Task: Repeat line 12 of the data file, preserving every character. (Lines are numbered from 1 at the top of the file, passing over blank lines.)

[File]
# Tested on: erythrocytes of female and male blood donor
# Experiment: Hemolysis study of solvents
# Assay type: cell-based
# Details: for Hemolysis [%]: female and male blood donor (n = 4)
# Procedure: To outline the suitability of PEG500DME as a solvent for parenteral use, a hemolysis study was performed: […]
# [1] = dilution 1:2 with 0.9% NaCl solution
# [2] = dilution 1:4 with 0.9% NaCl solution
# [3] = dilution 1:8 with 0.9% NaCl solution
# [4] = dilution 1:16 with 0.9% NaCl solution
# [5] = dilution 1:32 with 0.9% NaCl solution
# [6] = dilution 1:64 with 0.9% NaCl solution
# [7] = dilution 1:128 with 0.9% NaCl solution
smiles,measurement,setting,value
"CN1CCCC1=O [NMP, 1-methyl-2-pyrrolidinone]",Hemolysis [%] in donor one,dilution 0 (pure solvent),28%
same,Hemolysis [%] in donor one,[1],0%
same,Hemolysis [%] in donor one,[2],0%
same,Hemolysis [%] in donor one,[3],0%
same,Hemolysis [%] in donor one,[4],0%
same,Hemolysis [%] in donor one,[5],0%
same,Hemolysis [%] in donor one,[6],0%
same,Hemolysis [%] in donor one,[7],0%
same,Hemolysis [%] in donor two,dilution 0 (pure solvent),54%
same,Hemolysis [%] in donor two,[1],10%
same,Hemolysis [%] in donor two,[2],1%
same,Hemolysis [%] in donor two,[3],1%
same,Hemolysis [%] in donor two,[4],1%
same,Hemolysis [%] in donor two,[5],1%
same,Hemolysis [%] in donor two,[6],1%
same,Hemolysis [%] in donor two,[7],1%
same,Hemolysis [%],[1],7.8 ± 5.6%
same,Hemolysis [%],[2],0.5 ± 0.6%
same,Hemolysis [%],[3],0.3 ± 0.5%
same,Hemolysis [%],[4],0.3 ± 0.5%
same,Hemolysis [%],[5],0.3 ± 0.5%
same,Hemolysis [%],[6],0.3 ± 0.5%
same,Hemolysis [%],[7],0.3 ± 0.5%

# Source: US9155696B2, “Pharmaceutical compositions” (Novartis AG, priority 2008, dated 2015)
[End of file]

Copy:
# [7] = dilution 1:128 with 0.9% NaCl solution